Bill Gates Unplugged

Thursday, November 29, 2007



Without commercial interruption or commentary, I proudly present the masterpiece of the truth behind “American Gangster”, done by none other than Frank Lucas and Nicky Barnes themselves in collaboration.

The documentary opens with the statement: They (Frank Lucas and Nicky Barnes) killed in the name of commerce… They shot a man at point-blank range and the man’s short caught afire.

It reminded of Fort Worth outlaw Luke Short, owner of the White Elephant saloon, friend of another top-hat wearing outlaw named Bat Masterson. They both wore top hats and carried .45 caliper derringers up their sleeves. It was with one of these concealed handguns that Short shot a man and his shirt caught fire.

In 1883 Short settled in Dodge City, Kansas, where he purchased a half interest in the now famous Long Branch Saloon. This put him at odds with the mayor of Dodge and his allies, who made attempts to run him out of town as an "undesirable". In what became known as the Dodge City War, Luke's friends rallied a formidable force of gunfighters to support him, including Bat Masterson, Wyatt Earp, Doc Holliday, and Charlie Bassett. Faced with the threat of force, Short's opponents allowed him to return without a shot being fired. Later that year he sold his interest and moved to Fort Worth, Texas.

In Fort Worth, Short was involved in another of the most famous historical gunfights. Short had developed an invested interest in the White Elephant Saloon. "Longhair" Jim Courtright, who was then Marshal of Fort Worth, reportedly had a protection rackett, in which he offered his "protection" to saloon and gambling house owners. Short turned him down, telling him he could protect his own place. This irritated Courtright, and many now believe that Courtright felt it was necessary for his other protection interests to make an example of Short as to what could happen if his services were declined.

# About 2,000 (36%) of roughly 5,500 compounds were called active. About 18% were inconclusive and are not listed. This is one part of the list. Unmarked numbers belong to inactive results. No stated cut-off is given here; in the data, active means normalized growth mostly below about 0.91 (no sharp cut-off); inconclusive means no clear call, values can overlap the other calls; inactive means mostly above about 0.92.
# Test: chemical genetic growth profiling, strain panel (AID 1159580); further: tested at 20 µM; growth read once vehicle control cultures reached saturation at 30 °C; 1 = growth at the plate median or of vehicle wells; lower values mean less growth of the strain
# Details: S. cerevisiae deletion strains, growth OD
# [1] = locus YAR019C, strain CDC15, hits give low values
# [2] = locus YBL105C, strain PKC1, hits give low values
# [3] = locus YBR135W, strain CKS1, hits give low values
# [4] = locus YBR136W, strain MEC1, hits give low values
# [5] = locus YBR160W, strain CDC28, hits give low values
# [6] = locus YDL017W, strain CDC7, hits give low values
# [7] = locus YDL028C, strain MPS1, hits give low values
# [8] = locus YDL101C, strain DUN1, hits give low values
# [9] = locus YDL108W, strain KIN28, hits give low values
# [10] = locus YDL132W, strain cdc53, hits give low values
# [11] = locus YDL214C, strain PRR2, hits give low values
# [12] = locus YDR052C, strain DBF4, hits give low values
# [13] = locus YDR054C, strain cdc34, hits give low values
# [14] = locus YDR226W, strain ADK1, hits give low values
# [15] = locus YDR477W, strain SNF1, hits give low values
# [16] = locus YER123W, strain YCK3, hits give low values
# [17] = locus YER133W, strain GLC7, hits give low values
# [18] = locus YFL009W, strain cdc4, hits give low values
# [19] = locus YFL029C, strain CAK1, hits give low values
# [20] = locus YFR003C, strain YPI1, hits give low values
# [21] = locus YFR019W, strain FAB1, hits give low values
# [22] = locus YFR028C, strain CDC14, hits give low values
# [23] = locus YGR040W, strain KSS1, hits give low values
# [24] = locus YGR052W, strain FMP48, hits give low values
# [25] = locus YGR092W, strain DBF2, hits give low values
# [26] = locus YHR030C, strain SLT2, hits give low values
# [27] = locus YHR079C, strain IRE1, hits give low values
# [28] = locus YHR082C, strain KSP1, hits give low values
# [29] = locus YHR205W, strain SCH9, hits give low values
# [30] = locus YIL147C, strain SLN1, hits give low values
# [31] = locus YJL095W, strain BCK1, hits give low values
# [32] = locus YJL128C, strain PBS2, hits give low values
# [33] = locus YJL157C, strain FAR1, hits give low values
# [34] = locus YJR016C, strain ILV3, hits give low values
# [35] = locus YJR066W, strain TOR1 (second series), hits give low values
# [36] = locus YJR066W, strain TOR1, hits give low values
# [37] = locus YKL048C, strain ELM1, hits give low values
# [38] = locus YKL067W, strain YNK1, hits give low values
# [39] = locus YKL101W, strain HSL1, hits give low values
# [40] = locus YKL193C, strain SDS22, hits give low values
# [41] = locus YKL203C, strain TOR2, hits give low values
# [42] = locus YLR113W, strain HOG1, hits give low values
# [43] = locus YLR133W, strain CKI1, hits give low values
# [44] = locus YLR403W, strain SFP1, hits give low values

On a cold February 8th night, in 1887, Courtright called Short out of the White Elephant saloon. Courtright reportedly had been drinking, some words were passed, and the two men walked down the street about one block. There, facing one another, Courtright said something in reference to Short's gun, apparently to give the impression that the inevitable gunfight was in the line of duty. Short stated he was not armed, although he was. Short then indicated that Courtright could check for himself, and walking toward Courtright, he opened his vest. When he did so, Courtright said loudly "Don't you pull a gun on me.", and quickly drew his pistol.

However, Courtright's pistol hung on his watch-chain for a brief second, at which time Short pulled his pistol and fired one shot. The bullet tore off Courtright's right thumb, rendering him incapable of firing his single-action revolver. As he tried to switch the pistol to his left hand, Short fired at least four more times, killing him.

This story was told to the Fort Worth newspaper, but later in life Bat Masterson would tell a different story. That the saloon had already been sold to the Ward Drugs boys. As Short walked Courtright around the side of the White Elephant with his arm around his shoulder, in the moonlight under the window of Bat Masterson, Luke shot the marshal at point-blank range with a derringer's bullet to the heart. The evidence was staged as a shootout.

So goes the story of a Fort Worth outlaw named Eddie Griffin, who grew up in a city Where the West Began and where he saw the Old Wild West come to An End.

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